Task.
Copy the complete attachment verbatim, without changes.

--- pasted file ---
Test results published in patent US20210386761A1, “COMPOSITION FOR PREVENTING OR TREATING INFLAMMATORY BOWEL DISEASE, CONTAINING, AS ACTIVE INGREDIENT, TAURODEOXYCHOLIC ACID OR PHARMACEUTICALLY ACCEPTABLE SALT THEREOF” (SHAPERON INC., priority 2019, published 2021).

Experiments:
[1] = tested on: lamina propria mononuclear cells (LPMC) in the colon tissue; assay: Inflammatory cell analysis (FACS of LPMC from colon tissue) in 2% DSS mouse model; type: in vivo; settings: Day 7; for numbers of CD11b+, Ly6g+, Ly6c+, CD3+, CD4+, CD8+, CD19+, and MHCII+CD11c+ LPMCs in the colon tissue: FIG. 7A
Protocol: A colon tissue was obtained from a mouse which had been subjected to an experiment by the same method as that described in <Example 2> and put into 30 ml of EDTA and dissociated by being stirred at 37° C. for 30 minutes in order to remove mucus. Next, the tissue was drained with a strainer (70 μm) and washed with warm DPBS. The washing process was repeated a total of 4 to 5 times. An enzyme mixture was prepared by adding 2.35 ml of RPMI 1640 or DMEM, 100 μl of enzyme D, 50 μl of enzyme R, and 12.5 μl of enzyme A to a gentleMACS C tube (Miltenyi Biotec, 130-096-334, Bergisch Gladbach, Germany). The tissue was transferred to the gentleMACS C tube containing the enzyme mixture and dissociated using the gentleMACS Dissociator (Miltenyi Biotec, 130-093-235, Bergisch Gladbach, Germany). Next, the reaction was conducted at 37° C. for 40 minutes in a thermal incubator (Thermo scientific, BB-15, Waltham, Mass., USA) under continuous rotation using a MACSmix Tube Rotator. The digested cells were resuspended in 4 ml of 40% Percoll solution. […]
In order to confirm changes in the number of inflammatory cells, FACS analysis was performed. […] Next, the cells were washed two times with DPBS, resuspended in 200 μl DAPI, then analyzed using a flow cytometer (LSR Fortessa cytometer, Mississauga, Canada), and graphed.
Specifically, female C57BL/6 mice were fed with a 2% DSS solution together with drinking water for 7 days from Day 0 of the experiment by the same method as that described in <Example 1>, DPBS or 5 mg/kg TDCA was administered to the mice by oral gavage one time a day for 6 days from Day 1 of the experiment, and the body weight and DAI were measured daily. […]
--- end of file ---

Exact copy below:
Test results published in patent US20210386761A1, “COMPOSITION FOR PREVENTING OR TREATING INFLAMMATORY BOWEL DISEASE, CONTAINING, AS ACTIVE INGREDIENT, TAURODEOXYCHOLIC ACID OR PHARMACEUTICALLY ACCEPTABLE SALT THEREOF” (SHAPERON INC., priority 2019, published 2021).

Experiments:
[1] = tested on: lamina propria mononuclear cells (LPMC) in the colon tissue; assay: Inflammatory cell analysis (FACS of LPMC from colon tissue) in 2% DSS mouse model; type: in vivo; settings: Day 7; for numbers of CD11b+, Ly6g+, Ly6c+, CD3+, CD4+, CD8+, CD19+, and MHCII+CD11c+ LPMCs in the colon tissue: FIG. 7A
Protocol: A colon tissue was obtained from a mouse which had been subjected to an experiment by the same method as that described in <Example 2> and put into 30 ml of EDTA and dissociated by being stirred at 37° C. for 30 minutes in order to remove mucus. Next, the tissue was drained with a strainer (70 μm) and washed with warm DPBS. The washing process was repeated a total of 4 to 5 times. An enzyme mixture was prepared by adding 2.35 ml of RPMI 1640 or DMEM, 100 μl of enzyme D, 50 μl of enzyme R, and 12.5 μl of enzyme A to a gentleMACS C tube (Miltenyi Biotec, 130-096-334, Bergisch Gladbach, Germany). The tissue was transferred to the gentleMACS C tube containing the enzyme mixture and dissociated using the gentleMACS Dissociator (Miltenyi Biotec, 130-093-235, Bergisch Gladbach, Germany). Next, the reaction was conducted at 37° C. for 40 minutes in a thermal incubator (Thermo scientific, BB-15, Waltham, Mass., USA) under continuous rotation using a MACSmix Tube Rotator. The digested cells were resuspended in 4 ml of 40% Percoll solution. […]
In order to confirm changes in the number of inflammatory cells, FACS analysis was performed. […] Next, the cells were washed two times with DPBS, resuspended in 200 μl DAPI, then analyzed using a flow cytometer (LSR Fortessa cytometer, Mississauga, Canada), and graphed.
Specifically, female C57BL/6 mice were fed with a 2% DSS solution together with drinking water for 7 days from Day 0 of the experiment by the same method as that described in <Example 1>, DPBS or 5 mg/kg TDCA was administered to the mice by oral gavage one time a day for 6 days from Day 1 of the experiment, and the body weight and DAI were measured daily. […]